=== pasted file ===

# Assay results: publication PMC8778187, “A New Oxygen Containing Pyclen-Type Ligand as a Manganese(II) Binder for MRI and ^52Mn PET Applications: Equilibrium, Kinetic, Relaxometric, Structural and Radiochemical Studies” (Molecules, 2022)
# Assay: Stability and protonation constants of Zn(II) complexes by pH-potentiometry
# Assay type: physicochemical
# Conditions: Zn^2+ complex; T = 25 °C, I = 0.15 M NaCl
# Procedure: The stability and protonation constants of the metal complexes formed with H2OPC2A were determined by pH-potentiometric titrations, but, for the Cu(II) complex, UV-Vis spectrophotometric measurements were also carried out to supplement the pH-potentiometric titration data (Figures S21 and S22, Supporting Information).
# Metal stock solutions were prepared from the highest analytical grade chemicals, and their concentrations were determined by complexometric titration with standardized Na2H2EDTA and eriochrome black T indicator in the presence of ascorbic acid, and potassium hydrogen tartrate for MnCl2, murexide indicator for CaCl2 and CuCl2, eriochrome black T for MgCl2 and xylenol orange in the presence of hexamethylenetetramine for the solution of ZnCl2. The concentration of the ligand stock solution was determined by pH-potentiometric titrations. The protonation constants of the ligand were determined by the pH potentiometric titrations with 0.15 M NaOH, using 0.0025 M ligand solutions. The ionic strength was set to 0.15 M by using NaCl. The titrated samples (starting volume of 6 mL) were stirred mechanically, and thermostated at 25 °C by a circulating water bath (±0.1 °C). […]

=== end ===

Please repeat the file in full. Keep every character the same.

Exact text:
# Assay results: publication PMC8778187, “A New Oxygen Containing Pyclen-Type Ligand as a Manganese(II) Binder for MRI and ^52Mn PET Applications: Equilibrium, Kinetic, Relaxometric, Structural and Radiochemical Studies” (Molecules, 2022)
# Assay: Stability and protonation constants of Zn(II) complexes by pH-potentiometry
# Assay type: physicochemical
# Conditions: Zn^2+ complex; T = 25 °C, I = 0.15 M NaCl
# Procedure: The stability and protonation constants of the metal complexes formed with H2OPC2A were determined by pH-potentiometric titrations, but, for the Cu(II) complex, UV-Vis spectrophotometric measurements were also carried out to supplement the pH-potentiometric titration data (Figures S21 and S22, Supporting Information).
# Metal stock solutions were prepared from the highest analytical grade chemicals, and their concentrations were determined by complexometric titration with standardized Na2H2EDTA and eriochrome black T indicator in the presence of ascorbic acid, and potassium hydrogen tartrate for MnCl2, murexide indicator for CaCl2 and CuCl2, eriochrome black T for MgCl2 and xylenol orange in the presence of hexamethylenetetramine for the solution of ZnCl2. The concentration of the ligand stock solution was determined by pH-potentiometric titrations. The protonation constants of the ligand were determined by the pH potentiometric titrations with 0.15 M NaOH, using 0.0025 M ligand solutions. The ionic strength was set to 0.15 M by using NaCl. The titrated samples (starting volume of 6 mL) were stirred mechanically, and thermostated at 25 °C by a circulating water bath (±0.1 °C). […]